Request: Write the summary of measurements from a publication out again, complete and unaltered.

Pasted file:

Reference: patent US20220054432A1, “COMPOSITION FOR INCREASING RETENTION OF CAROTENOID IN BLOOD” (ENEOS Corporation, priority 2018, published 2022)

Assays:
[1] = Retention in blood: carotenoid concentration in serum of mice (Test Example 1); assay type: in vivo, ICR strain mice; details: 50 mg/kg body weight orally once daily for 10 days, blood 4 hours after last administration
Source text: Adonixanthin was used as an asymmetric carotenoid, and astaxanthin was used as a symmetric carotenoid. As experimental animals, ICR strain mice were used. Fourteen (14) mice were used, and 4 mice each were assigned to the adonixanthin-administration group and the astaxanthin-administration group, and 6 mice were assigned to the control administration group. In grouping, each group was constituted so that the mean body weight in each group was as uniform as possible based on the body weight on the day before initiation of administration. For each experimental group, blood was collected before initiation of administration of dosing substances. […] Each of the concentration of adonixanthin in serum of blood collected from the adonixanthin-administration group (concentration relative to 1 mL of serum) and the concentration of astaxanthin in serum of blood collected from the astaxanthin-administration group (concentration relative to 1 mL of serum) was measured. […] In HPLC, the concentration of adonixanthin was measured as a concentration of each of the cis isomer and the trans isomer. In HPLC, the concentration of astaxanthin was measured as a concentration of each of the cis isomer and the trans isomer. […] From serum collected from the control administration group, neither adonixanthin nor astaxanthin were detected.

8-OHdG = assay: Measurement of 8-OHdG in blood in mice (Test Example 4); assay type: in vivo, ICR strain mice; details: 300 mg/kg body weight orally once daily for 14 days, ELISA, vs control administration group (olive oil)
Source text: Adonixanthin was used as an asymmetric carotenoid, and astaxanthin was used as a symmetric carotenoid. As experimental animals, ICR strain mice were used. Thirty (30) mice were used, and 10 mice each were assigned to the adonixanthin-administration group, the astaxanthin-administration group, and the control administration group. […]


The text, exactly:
Reference: patent US20220054432A1, “COMPOSITION FOR INCREASING RETENTION OF CAROTENOID IN BLOOD” (ENEOS Corporation, priority 2018, published 2022)

Assays:
[1] = Retention in blood: carotenoid concentration in serum of mice (Test Example 1); assay type: in vivo, ICR strain mice; details: 50 mg/kg body weight orally once daily for 10 days, blood 4 hours after last administration
Source text: Adonixanthin was used as an asymmetric carotenoid, and astaxanthin was used as a symmetric carotenoid. As experimental animals, ICR strain mice were used. Fourteen (14) mice were used, and 4 mice each were assigned to the adonixanthin-administration group and the astaxanthin-administration group, and 6 mice were assigned to the control administration group. In grouping, each group was constituted so that the mean body weight in each group was as uniform as possible based on the body weight on the day before initiation of administration. For each experimental group, blood was collected before initiation of administration of dosing substances. […] Each of the concentration of adonixanthin in serum of blood collected from the adonixanthin-administration group (concentration relative to 1 mL of serum) and the concentration of astaxanthin in serum of blood collected from the astaxanthin-administration group (concentration relative to 1 mL of serum) was measured. […] In HPLC, the concentration of adonixanthin was measured as a concentration of each of the cis isomer and the trans isomer. In HPLC, the concentration of astaxanthin was measured as a concentration of each of the cis isomer and the trans isomer. […] From serum collected from the control administration group, neither adonixanthin nor astaxanthin were detected.

8-OHdG = assay: Measurement of 8-OHdG in blood in mice (Test Example 4); assay type: in vivo, ICR strain mice; details: 300 mg/kg body weight orally once daily for 14 days, ELISA, vs control administration group (olive oil)
Source text: Adonixanthin was used as an asymmetric carotenoid, and astaxanthin was used as a symmetric carotenoid. As experimental animals, ICR strain mice were used. Thirty (30) mice were used, and 10 mice each were assigned to the adonixanthin-administration group, the astaxanthin-administration group, and the control administration group. […]